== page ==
"Beyond the Human Condition" gives expression to the rose tinted and over romanticised views of tribal life that developed in the 1970s, 80s and 90s, in both the professional literature and also the popular imagination. Such views have consequently been questioned as more robust cross cultural analysis of lethal violence and homicide has emerged from the anthropological field data. (A good summary of this data can be found in Bruce Knauft's paper "Reconsidering Violence in Simple Societies" in "Current Anthropology" August-September 1987). In "Beyond the Human Condition" Griffith approvingly quotes from Bruce Chatwin's "Songlines", where Chatwin associates the !Kung Bushman and Australian Aboriginal people with `the Men of Perfect Virtue', with `Adam in the Garden' and with Hesiod's 'Golden Age':
Every mythology remembers the innocence of the first state: Adam in the Garden, the peaceful Hyperboreans, the Uttarakurus or `the Men of Perfect Virtue' of the Taoists. Pessimists often interpret the story of the Golden Age as a tendency to turn our backs on the ills of the present, and sigh for the happiness of youth. But nothing in Hesiod's text exceeds the bounds of probability.
The real or half-real tribes which hover on the fringe of ancient geographies - Atavantes, Fenni, Parrossits or the dancing Spermatophagi - have their modern equivalents in the Bushman, the Shoshonean, the Eskimo and the Aboriginal. (Chatwin quoted in "Beyond the Human Condition" p. 66).
It is unclear how this is a testable scientific hypothesis - which is what Griffith is claiming his work is. Griffith similarly romanticises and idealises the !Kung Bushman in his "Freedom Book 1", where echoing Van der Post's sentiment, he states that the "Bushman are Christ-like themselves" (p.403).
Tim MaCartney Snape, the famous mountaineer and long-time supporter of Griffith's work, has also accepted Van der Post's work as providing sufficient basis for an anthropological theory of human origins and social organisation. As he writes in the Forward to "Beyond the Human Condition" when reflecting on the supposed moral and psychological virtues of small band hunting life: `...by recognising [our hunter-gatherer past] and trying to practice those dietary, physical and social patterns and trying to put them into a modern context we would immediately solve many of our current problems. Why isn't this taught in school?(41). This view is based on a mistaken view of the patterns of social organisation and behaviour evident in hunter-gatherer societies, which if implemented in a modern context would most likely exacerbate, as opposed to diminish incidents of violent conflict.
Griffith claims his work is a robust, scientifically verifiable hypothesis. I believe on the contrary that many of his assertions fall far short of being robust science. I probably wouldn't disagree with people who have claimed many of Griffith's assertions represent a form of pseudo-science. The formal definition of pseudoscience is a `claim, belief or practice which is presented as scientific, but does not adhere to a valid scientific method, lacks supporting evidence or plausibility, cannot be reliably tested, or otherwise lacks scientific status. Pseudoscience is often characterized by the use of vague, contradictory, exaggerated or unprovable claims [and] an over-reliance on confirmation rather than rigorous attempts at refutation' (https://en.wikipedia.org/wiki/Pseudoscience).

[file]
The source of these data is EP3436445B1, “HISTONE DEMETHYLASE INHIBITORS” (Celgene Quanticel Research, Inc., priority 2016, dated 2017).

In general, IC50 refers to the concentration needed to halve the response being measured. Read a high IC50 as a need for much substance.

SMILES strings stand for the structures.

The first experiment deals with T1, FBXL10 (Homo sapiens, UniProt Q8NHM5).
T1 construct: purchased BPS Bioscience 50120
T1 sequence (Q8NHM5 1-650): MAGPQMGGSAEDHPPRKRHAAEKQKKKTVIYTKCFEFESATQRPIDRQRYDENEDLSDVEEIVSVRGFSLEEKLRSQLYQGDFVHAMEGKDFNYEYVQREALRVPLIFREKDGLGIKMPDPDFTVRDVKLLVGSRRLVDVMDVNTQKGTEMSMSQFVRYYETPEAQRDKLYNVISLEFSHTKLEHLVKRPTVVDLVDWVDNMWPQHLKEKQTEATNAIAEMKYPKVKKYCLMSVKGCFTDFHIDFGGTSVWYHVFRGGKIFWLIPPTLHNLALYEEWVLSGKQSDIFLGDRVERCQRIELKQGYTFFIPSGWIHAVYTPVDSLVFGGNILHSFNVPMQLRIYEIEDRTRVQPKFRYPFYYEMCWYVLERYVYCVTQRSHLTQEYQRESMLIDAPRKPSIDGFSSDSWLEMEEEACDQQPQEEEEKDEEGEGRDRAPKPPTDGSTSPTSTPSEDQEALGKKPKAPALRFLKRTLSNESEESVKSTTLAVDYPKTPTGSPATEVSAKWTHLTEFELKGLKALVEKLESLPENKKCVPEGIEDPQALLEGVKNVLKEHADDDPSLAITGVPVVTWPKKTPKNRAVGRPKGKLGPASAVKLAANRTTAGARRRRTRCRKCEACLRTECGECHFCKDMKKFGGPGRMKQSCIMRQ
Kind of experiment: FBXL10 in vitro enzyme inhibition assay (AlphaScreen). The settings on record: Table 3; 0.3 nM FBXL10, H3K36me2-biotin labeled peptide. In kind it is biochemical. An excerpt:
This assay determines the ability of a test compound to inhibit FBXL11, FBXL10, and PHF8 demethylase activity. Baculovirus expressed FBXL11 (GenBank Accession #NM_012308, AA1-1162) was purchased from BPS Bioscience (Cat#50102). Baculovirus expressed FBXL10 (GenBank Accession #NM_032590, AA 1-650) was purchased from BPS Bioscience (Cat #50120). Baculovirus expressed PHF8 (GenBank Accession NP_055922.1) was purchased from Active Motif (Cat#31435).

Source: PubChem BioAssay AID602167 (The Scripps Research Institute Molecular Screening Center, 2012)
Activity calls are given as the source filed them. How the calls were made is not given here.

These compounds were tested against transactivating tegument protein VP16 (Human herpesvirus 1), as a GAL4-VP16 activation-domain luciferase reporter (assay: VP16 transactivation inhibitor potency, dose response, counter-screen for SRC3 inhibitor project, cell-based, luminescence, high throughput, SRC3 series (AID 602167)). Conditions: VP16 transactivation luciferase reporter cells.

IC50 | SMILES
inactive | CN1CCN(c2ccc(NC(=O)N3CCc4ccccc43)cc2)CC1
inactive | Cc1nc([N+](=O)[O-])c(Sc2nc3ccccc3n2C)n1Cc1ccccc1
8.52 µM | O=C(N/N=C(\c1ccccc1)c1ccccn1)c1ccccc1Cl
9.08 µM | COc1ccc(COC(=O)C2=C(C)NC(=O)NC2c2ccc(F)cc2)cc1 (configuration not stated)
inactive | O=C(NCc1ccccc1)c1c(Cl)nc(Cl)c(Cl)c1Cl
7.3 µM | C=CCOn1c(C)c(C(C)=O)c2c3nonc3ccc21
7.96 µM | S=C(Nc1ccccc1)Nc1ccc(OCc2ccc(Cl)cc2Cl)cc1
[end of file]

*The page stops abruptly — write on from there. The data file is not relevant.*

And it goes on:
I believe Griffith relies far too much on what is termed `conformation bias' - that is the constant quotation of other writers who he believes support his a priori hypothesis, without undertaking adequate critical examination of the assumptions underlying that hypothesis. He also offers very little experimental proof or data that his view is actually correct. Griffith's works are strewn with speculation and assertions which are not backed up by any data - in fact what data does exist contradicts many of his claims. The table pasted at the end of this review listing homicides among the !Kung from Richard Lee's "The Dobe !Kung" (p. 125) indicates how Griffith's polemical or emotive assertions cannot be empirically tested, verified nor at all falsified. Falsification is a primary requirement of scientific veracity. Griffith describes the !Kung as "Christ-like" - yet for this to be an empirically testable hypothesis, Griffith would have to imagine a situation in which this statement would be false - a situation in which the !Kung are not "Christ-like". He would then need to demonstrate with data why that situation does not obtain in reality - thus verifying his thoery as the most parsimonious explanation. This would prove that his theory of the !Kung being "Christ-like" does in fact best describe what exists in the world (this is Karl Popper's standard of falsification which underpins the epistemology and philosophy of science). His assertion of the "Christlike" nature of the Busman is a non-falsifiable one for he does not seem to understand the contradiction inherent in the notion of being "Christ-like" and commiting "homicide", which are mutually exclusive terms and concepts.